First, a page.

Dr. Olwen Herron’s ’09 (School of Education) passion for students is making a measurable difference in the Williamsburg-James City County Public Schools in Virginia. After careful consideration, Herron was selected to serve as superintendent of the Williamsburg James City County Public Schools system. After serving as acting superintendent, she is continuing her work making a quality education accessible to every student.
“We have a fast-growing English-learner population,” said Herron. “We want to make sure they’re successful. We have a growing special education population, and increasing diversity in general. I think as we change the system, we have to be prepared to continue to meet the needs of all students. One passion of mine is to reduce those achievement gaps that currently exist.”
Herron and her administrative team examine data to find these gaps and use research-based strategies to remove barriers from students’ learning. This has led her team to place high priority on early literacy for all students, regardless of economic background. Each month, she updates the school board about what groups of students are facing challenges, and what is being done to address equity in education.
“We’ve been very strategic in telling our story by what we’re doing and what we still need to do,” said Herron. “I’m driven to make a difference for students, and one of the ways we do that is by creating the capacity and skillset in adults to make that happen.”
A teacher at heart, Herron spent 18 years in the classroom, both in Ireland and Tulsa, Oklahoma. She moved up through the ranks of leadership, and worked in Virginia Beach overseeing professional development, and their leadership development program. She expanded her education by earning a doctorate at Regent, focusing on adult education.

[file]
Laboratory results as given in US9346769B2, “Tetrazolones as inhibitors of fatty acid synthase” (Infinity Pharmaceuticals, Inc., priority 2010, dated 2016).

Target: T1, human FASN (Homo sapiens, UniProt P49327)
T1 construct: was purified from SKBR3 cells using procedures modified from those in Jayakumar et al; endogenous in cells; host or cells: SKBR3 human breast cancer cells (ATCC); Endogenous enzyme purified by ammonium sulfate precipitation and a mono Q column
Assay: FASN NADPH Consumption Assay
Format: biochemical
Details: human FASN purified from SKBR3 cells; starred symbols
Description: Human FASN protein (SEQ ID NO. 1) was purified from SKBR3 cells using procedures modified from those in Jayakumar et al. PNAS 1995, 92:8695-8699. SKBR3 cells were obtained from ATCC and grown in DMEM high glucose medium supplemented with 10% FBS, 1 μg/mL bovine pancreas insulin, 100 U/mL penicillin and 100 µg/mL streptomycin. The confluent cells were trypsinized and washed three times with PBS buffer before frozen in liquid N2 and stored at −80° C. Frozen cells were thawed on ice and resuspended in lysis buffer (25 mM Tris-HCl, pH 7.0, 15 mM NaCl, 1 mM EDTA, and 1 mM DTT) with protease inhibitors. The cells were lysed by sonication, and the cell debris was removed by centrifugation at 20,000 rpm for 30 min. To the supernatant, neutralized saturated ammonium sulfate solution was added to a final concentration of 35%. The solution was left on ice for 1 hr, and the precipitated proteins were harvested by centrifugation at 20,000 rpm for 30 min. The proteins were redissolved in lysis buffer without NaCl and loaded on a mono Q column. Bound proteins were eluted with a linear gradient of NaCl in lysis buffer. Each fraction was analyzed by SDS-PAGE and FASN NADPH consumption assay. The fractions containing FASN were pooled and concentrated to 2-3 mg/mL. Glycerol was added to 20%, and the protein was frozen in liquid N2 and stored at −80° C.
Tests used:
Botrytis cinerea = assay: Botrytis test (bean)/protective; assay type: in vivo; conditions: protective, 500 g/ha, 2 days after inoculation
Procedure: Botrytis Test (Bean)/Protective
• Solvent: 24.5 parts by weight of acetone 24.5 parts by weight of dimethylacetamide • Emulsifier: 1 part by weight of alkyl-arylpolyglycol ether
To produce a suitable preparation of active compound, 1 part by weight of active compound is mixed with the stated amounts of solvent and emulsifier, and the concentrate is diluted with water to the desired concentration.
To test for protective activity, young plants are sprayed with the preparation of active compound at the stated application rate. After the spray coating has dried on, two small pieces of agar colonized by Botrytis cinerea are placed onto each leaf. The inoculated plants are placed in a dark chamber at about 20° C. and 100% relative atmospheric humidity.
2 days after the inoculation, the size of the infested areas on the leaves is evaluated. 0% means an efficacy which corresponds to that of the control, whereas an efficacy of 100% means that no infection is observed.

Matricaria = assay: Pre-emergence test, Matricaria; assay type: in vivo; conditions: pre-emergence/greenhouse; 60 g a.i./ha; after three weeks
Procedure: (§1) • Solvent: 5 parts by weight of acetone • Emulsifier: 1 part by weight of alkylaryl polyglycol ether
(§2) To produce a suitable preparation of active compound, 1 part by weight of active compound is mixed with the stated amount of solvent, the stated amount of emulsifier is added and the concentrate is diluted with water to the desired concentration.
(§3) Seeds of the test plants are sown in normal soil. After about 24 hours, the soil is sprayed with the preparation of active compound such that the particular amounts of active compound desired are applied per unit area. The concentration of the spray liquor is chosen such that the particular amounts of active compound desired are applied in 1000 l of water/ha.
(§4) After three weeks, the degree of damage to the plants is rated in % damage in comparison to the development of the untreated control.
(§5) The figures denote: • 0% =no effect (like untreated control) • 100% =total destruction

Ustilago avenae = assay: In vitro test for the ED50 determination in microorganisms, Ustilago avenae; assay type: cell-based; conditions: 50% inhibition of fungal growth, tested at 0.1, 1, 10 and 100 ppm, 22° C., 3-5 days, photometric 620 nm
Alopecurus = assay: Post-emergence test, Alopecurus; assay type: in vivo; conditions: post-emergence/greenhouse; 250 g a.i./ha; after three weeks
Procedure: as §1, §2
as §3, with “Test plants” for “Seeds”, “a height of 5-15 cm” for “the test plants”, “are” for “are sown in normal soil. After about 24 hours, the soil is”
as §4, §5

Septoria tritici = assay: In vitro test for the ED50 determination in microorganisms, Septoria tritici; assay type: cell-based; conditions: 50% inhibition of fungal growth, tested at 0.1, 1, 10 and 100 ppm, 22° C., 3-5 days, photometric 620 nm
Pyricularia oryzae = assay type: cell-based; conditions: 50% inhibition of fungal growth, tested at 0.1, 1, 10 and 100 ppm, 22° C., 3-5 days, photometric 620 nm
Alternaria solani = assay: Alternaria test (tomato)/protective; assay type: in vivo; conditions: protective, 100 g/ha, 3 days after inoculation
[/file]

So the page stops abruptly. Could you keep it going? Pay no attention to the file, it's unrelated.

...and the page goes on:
“Regent deepened my understanding and knowledge of how to build a capacity in people to be successful,” said Herron. “It fed into a passion I have already and was using in my current job at that time. One of the key things that motivates me is really that talent management, that development of talent, that giving the people tools they need to be successful.”
Herron’s dissertation explored the issue of trust in the superintendency, whether it was competency or relationship based. Through her research at Regent, she discovered the importance of competency, but also having an engaged superintendent, which inspired her to build strong, trusting relationships in an organization.
“I feel equipped for it,” said Herron. “I’ve been prepared for this moment and time in my career, and I could say that God has prepared me for such a time as this.”
Williamsburg-James City County Public Schools is home to 15 schools, more than 11,000 students, 900 instructional staff, and 700 support staff. Before assuming her new role, Herron served as deputy superintendent in the district since 2012.